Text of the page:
I am a member of a Council of Adult Education book group, which means that we get boxed sets of books – with reading notes and list of suggested questions – delivered, therefore none of us have to scamper around bookshops and libraries and friends’ bookshelves. If all goes according to plan, we have a whole month in which to read our books; at the meeting we turn in the old (if we want to keep it a bit longer we can) and collect the new. It’s well organised, and it’s easy, and many of us still don’t get our books read on time. That includes me.
I am feeling a bit smug this month because for the first time I am on track. With two full days to spare. However I still left it until the Saturday before the Tuesday meeting to get started. And I am really wondering why. Why didn’t I get stuck in straight away? This was a short book; I could have knocked it off in a couple of nights by the fire. I put it off, and put it off, and read detective novels and watched Midsomer Murders and even (I was tired and emotional) The Real Housewives of Beverly Hills… Knowing that the clock was ticking, I made myself take it with me on a train trip to Melbourne. As it turned out, I loved the book – it was the first of the book group titles I’ve wholeheartedly enjoyed – but still… Is it because reading a book for book group is too much like homework? Not freely chosen? Not chiming in with mood or interests or head-space or free time?
Last minute book panics are not the exception, they’re the rule. People – and I probably should say women, for it seems as if book groups are mostly female – come into the Bookroom all the time, wanting a novel right now, for a meeting the next night or the night after. Today, a customer today said, no, thank-you, I won’t order it, I have to have read it tomorrow evening. She added, further, that there were 10 reserves on that particular title at the library. We were out of stock, no doubt because her fellow readers had fallen upon our new-release table like ravening wolves.
Our book of the month is Mateship with Birds by Carrie Tiffany. It’s one I would never have read off my own bat. The cover doesn’t appeal for some reason- I think it’s the colour – that dull, cool red and grey – and the girl’s down-turned mouth. The title, too… Because of my involvement in the second-hand books trade I’d seen heaps of copies of the 1922 book of bird notes with the same title by naturalist Alec Chisholm. It’s a deeply daggy title.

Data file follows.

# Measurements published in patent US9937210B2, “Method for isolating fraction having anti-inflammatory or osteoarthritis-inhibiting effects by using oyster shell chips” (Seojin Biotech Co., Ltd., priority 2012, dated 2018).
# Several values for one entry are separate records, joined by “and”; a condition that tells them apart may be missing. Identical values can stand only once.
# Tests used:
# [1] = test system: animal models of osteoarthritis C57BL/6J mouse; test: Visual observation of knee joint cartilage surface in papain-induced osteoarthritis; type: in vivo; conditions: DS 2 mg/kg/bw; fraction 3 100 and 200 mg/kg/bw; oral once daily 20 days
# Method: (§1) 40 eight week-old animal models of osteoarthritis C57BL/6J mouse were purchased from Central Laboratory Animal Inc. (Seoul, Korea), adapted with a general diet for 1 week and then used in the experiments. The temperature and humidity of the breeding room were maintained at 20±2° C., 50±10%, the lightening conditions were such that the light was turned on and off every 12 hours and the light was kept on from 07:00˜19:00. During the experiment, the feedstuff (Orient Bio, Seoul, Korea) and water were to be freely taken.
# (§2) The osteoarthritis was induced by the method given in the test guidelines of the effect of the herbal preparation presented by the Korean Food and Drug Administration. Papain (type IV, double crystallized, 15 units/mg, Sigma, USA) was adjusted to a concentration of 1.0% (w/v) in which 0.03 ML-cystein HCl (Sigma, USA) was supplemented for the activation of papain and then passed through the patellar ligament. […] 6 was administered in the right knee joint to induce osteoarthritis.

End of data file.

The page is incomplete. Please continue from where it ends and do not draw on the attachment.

And the characters in this novel are deeply daggy too. In a good way. It’s 1950 in rural Victoria. Lonely hard-working farmer Harry watches birds, yearns for his neighbour Betty and cherishes her children Michael and Little Hazel.
It’s about love and lust and desire, with a romance between Betty and Harry that’s weirdly sweet, given all the sweaty physicality going on. It’s also about family – procreation, parenthood, protection, guidance and care – care for the young and also the old, be they human and animals… for around the human family are the family of animals – the dairy herd, the resident kookaburras and the birds at Hazel’s schoo , the sensitive, trembling dog, the one-eyed cat and the crippled heifer, all with their personalities and needs, their moods and emotions. Indeed, from Tiffany’s close, tender, often humourous observation, I finished the book with a sense that animals are people and people are animals. Of course!
It’s an earthy book with lots of sex, death and bodily fluids – and some disturbing scenes of bestiality and exhibitionism thanks to the creepy neighbour Mues – but I often found myself laughing out loud. Harry’s sex education letters to Michael are sad and funny at the same time.
The writing is clear, unfussed and often beautiful. And the excerpts from Harry’s bird notes through the book are sheer poetry. I chose this at random:
The tink tink of the bellbirds
is a constant backdrop
to the day.
The kookaburras assemble and call
as the sun slips from the trees.
Then all is quiet for a while.
It’s only later
that an owl announces itself
out of the dark.
As Carrie Tiffany says, “Art starts with noticing.”